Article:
The following story by David Sirota at PandoDaily is simply excellent. It zeros in on the secretive and rapidly expanding relationship between private equity firms and the public pensions that invest in them. It shows a crony capitalist love affair greased by lobbyist influence peddlers known as “placement agents,” as well as non-public agreements between PE firms and public pensions chock full of conflicts of interest, extremely high fees and underperformance. Unbelievably, in many instances the trustees of the public pensions are not allowed to know what funds the “fund of funds” invest in. This makes due diligence impossible, and in one particularly egregious example it led the Kentucky Retirement Systems to unknowingly invest in SAC Capital despite the fact it was under SEC investigation at the time.
Furthermore, with the Wall Street Journal reporting back in 2011 that $37 of every $100 dollars invested in Blackstone’s investment pool coming from state and local pension plans, it appears that taxpayers are once again being fleeced by the financial oligarch class. Additionally, it appears to answer a recent question I posed in my piece: Is the Credit Bubble Popping? Carlyle Group Warns on Frothiness and Junk Bond Deals Get Pulled. After reading about a growing pool of insane “dividend deals” and payment-in-kind” notes being issued, I wondered who in their right mind was buying these deals. Well, based on the complete lack of competence and due diligence happening at public pension funds, I think we have solved part of the mystery.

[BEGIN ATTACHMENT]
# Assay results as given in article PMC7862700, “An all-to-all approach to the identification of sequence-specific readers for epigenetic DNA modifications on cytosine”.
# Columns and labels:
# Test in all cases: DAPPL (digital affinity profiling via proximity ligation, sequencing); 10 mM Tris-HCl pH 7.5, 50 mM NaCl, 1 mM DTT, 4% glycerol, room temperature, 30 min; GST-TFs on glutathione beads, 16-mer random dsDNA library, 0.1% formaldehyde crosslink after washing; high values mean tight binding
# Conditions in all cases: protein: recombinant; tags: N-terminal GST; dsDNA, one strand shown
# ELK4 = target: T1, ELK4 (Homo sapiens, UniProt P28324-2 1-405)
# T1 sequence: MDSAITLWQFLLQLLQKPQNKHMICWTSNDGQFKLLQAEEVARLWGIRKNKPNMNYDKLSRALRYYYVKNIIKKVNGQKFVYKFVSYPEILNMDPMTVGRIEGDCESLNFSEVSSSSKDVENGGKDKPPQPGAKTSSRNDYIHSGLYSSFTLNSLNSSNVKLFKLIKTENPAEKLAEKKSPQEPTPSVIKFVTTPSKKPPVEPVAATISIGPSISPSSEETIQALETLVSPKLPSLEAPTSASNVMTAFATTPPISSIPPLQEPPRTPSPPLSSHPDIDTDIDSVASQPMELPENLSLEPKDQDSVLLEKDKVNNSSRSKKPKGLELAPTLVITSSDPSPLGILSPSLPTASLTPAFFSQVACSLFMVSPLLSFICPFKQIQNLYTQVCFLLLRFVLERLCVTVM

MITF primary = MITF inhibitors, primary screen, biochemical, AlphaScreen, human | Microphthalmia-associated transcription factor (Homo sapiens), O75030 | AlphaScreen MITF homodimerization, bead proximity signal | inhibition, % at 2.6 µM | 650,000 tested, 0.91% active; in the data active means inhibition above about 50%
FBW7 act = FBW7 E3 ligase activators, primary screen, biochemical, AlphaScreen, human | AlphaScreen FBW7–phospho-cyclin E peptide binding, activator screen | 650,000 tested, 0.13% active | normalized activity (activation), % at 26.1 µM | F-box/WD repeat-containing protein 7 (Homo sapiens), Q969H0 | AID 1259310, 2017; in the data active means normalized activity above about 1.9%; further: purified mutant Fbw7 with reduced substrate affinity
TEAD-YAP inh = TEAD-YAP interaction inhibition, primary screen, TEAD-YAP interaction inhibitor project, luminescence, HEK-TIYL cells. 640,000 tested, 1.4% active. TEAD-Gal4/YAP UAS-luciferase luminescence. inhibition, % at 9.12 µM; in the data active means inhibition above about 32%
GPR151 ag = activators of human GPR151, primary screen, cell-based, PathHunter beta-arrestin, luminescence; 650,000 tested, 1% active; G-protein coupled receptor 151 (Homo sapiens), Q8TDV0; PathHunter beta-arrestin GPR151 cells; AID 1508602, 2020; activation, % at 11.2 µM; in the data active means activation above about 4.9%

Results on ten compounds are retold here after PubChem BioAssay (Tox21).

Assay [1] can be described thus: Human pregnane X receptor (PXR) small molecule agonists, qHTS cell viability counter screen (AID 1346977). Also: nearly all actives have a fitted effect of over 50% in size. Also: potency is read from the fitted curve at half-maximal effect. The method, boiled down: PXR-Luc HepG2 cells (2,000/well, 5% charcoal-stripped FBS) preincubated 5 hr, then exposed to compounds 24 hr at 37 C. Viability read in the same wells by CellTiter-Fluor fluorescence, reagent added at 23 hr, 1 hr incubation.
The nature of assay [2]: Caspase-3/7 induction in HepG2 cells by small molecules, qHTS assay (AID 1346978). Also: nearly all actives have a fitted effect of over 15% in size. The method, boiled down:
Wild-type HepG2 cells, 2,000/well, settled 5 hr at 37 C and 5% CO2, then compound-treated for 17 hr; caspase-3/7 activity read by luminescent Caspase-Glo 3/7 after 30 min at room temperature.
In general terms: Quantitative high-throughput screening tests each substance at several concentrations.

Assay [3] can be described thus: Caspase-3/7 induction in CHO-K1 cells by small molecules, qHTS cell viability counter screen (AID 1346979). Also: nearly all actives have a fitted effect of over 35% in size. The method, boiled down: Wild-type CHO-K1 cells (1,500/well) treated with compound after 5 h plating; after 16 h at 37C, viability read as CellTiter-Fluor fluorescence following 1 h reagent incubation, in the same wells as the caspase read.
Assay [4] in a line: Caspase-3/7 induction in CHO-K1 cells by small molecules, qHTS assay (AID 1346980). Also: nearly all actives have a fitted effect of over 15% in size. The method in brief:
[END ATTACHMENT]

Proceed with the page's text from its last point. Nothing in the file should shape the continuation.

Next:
The Workers Inquiry into the Bankruptcy of Detroit and the Attack on the DIA & Pensions was held Saturday February 15 at Wayne State University. The WSWS published an initial report on the meeting on February 17. Today we publish an edited version of the report to the Inquiry delivered by Larry Porter, assistant national secretary of the Socialist Equality Party and chairman of the Workers Inquiry.
Video coverage of Lawrence Porter’s full report to the Inquiry